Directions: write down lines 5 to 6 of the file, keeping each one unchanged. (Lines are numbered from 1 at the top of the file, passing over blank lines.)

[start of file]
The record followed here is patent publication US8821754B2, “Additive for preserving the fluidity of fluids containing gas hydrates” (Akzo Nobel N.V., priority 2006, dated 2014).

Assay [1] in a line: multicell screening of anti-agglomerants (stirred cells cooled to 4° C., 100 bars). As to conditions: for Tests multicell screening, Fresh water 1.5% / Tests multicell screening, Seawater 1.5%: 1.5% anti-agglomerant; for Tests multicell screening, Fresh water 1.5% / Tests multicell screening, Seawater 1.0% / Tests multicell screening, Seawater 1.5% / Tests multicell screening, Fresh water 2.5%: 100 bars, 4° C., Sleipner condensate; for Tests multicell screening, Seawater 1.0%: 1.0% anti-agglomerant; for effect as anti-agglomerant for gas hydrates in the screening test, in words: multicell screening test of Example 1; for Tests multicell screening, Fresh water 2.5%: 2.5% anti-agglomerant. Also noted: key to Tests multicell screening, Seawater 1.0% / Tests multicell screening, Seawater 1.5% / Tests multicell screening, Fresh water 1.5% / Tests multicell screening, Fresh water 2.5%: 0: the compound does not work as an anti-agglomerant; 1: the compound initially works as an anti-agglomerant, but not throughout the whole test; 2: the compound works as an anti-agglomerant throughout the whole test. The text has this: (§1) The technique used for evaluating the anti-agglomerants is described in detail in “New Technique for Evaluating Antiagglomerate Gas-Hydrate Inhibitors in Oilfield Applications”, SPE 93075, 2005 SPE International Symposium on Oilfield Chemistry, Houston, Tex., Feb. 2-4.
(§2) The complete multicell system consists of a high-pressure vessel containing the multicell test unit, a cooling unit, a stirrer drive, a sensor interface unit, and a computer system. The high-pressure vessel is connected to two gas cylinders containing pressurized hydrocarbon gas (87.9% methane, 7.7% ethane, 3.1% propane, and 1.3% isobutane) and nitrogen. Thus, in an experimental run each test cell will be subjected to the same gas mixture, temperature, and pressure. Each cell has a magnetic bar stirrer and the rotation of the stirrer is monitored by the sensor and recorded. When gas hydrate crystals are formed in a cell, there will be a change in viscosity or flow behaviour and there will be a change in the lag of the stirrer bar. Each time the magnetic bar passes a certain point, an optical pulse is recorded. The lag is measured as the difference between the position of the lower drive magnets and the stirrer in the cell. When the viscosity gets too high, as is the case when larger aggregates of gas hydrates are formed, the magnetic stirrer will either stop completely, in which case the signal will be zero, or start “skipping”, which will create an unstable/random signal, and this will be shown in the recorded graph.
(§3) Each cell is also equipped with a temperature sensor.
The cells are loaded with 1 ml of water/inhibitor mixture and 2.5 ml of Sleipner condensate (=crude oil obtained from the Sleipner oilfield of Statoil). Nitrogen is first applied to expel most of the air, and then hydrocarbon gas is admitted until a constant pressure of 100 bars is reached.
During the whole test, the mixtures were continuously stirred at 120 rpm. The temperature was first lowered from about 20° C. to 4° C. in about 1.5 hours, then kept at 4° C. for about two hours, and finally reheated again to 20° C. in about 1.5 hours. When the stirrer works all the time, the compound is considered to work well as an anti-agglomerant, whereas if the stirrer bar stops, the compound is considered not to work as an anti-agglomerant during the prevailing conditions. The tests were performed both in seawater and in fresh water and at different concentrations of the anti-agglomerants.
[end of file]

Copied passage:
The cells are loaded with 1 ml of water/inhibitor mixture and 2.5 ml of Sleipner condensate (=crude oil obtained from the Sleipner oilfield of Statoil). Nitrogen is first applied to expel most of the air, and then hydrocarbon gas is admitted until a constant pressure of 100 bars is reached.
During the whole test, the mixtures were continuously stirred at 120 rpm. The temperature was first lowered from about 20° C. to 4° C. in about 1.5 hours, then kept at 4° C. for about two hours, and finally reheated again to 20° C. in about 1.5 hours. When the stirrer works all the time, the compound is considered to work well as an anti-agglomerant, whereas if the stirrer bar stops, the compound is considered not to work as an anti-agglomerant during the prevailing conditions. The tests were performed both in seawater and in fresh water and at different concentrations of the anti-agglomerants.